## The Tallest Tree

Often on Fizzix Phriday, it seems that I talk about things that are crazy far away in space, or so small you can't see them, or weird esoteric things, which, while super cool, aren't something you can go out and see yourself. So today, I'm going to talk about something that's probably near you, unless you life in a desert or grassland: trees. Now, I've been known to be upset and angry about how big trees can get, because the General Sherman tree (a Giant Sequoia) is just too big to be imaginable. But it's not the tallest tree out there. The tallest trees are the redwoods, which are also mind-bogglingly huge. I'd highly recommend seeing them at some point in your life. However, I'm not here to talk about how tall the California Redwoods are, I'm here to figure out how tall they are allowed to be. And that allowed means we're bringing in some physics.

What really limits the height of a tree? Well, there are essentially two factors: the energy it takes to draw water to the leaves at the top of the tree from the ground, and whether the trunk of the tree can support its own weight. The first one is basically a function of photosynthesis and energy produced by leaves, and is really a biology and chemistry thing. This also comes into play sooner than the maximum height limit given by the physics of the tree itself, so a tree will always stop sooner than the point it would collapse. According to this article, this point is somewhere between 400 and 426 feet (122-130 meters). However, because this is Fizzix Phriday, we're going to do some physics to figure this out. And, as is often the case in physics, we're going to begin by assuming that the other height restriction doesn't matter, or can be somehow overcome. We're looking for how tall it is possible to make a tree, even if the tree has to defy biology to get to that height.

So, at what point will the tree collapse under its own weight? Well, that will depend on the compressability of the wood the tree is made of. At the point where the base of the trunk can no longer support the full weight of the tree, the tree will collapse. The best part of this is that the width of the tree doesn't matter at all here, only the height. Why is that? Well, there's a really neat principle, which, as it was first noticed by the artist Leonardo Da Vinci, is called Da Vinci's Rule. It states that the cross-sectional surface area of a tree at any point along the tree vertically is the same. What this means is that, if you take a slice of the tree at the base, and then another slice way up where there are tons of branches, and then you add together the tiny area slices of all the branches, the area you get will be the same as the area of the slice of the trunk at the base. What this means even further is that we can model our tree as simply a tall cylinder made of wood, and it's totally ok, and not a cheap spherical-cow-in-a-vacuum cheat.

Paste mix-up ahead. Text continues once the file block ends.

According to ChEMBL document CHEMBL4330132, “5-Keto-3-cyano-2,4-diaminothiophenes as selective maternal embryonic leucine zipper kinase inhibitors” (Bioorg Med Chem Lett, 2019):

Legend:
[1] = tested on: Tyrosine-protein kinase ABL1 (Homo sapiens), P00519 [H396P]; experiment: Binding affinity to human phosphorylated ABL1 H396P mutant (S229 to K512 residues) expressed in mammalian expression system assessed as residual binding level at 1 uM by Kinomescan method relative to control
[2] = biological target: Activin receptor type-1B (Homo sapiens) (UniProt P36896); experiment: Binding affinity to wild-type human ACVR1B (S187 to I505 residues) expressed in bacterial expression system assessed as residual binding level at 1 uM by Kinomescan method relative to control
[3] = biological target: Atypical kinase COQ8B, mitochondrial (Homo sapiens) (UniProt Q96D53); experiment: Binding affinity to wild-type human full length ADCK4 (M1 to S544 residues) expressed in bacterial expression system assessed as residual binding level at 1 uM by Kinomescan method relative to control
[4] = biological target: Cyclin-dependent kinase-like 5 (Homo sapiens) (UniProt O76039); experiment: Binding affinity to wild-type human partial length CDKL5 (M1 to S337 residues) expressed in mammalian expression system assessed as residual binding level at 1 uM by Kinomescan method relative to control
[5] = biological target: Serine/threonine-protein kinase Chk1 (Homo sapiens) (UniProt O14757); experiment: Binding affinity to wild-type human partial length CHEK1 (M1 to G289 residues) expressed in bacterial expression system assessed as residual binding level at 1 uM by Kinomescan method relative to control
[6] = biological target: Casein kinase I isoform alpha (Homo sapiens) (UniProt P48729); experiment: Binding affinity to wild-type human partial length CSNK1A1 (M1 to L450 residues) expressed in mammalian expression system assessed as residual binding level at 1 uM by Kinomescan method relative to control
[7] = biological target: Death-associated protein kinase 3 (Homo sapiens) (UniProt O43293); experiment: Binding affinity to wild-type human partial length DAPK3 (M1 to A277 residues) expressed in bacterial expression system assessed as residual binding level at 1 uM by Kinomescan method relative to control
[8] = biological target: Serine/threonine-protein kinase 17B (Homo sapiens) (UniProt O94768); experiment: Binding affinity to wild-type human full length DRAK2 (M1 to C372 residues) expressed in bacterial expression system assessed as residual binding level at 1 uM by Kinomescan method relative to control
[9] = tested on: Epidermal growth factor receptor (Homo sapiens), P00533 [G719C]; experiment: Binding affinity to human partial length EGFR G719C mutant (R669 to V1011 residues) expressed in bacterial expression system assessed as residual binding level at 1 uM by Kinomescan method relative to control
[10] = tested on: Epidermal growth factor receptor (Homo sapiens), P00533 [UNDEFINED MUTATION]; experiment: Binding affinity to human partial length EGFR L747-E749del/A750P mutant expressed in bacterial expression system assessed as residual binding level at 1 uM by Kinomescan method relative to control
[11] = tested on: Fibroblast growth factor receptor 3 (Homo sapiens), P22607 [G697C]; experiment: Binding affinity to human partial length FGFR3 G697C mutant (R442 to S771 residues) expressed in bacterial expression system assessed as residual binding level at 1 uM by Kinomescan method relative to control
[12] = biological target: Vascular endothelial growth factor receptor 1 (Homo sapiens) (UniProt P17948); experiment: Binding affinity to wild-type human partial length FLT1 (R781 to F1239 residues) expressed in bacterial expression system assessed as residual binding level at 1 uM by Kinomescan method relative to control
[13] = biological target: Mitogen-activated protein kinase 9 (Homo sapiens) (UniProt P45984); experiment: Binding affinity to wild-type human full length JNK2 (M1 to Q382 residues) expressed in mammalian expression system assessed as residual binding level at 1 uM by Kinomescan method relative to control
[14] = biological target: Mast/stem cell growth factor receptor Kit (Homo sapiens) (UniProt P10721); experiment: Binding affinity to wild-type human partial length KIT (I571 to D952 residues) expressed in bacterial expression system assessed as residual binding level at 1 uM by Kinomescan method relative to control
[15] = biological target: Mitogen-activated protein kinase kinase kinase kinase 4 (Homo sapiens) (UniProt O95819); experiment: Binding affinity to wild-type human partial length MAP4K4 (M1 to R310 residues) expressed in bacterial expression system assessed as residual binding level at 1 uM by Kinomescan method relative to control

But I said tree width didn't matter, and we'll see how that falls out. That's because of the math of the compressive force on the base of the tree. If we want to find the weight of the tree, which is really just a measurement of the downward force on the very base of the tree, we have to multiply the mass of the tree times g, the acceleration due to gravity. The mass of the tree is simply the density of the wood itself times the volume of the tree. Since the tree can be modeled as a cylinder, the volume is the height of the tree times the area of the base of the tree. To get the compressive stress on the base of the tree, we divide by the area that the force is distributed over, as the stress is in units of force over area (think things like psi—pounds (force) per square inch (area)). Oh, wait, that area is the area of the base of the tree. We divide out the area, and since the area of a circle is pi times the radius of the circle squared, the radius drops right out of our equation.

When you think about it, it also logically makes sense. If the tree is a cylinder, it can be thought of as a bunch of identical really tall pieces, the base of which each is only experiencing the compressive stress of the weight of the tiny vertical slice above them. You could keep making the size of these slices thinner and thinner, so the width of the tree doesn't matter, only the height and the density of the wood (because the weight of that slice will depend on the density). You can think of a thick tree as being composed of large numbers of basically infinitely thin trees, each of which has to deal with the compressive force of their own weight. In that way, how large or small you make the tree, only the height matters.

So, that's the compressive stress on the base of our tree due to its height. Since we have that, we can simply solve for what height the compressive stress is equal to what the type of wood the tree is made of can take, and that's the limit to the height of that kind of tree. Redwood has a density of 450 kg/m3, and a compressive strength of 8,273,709 Pa (Pascals, N/m2, which is force (Newtons) over area (square meters)). That means the theoretical maximum height of our redwood before it collapsed under the pressure of its own weight would be about one and a half kilometers. Now you can see why we build so many things from wood.

When it comes to compression, on a scale of one to strong, wood is very.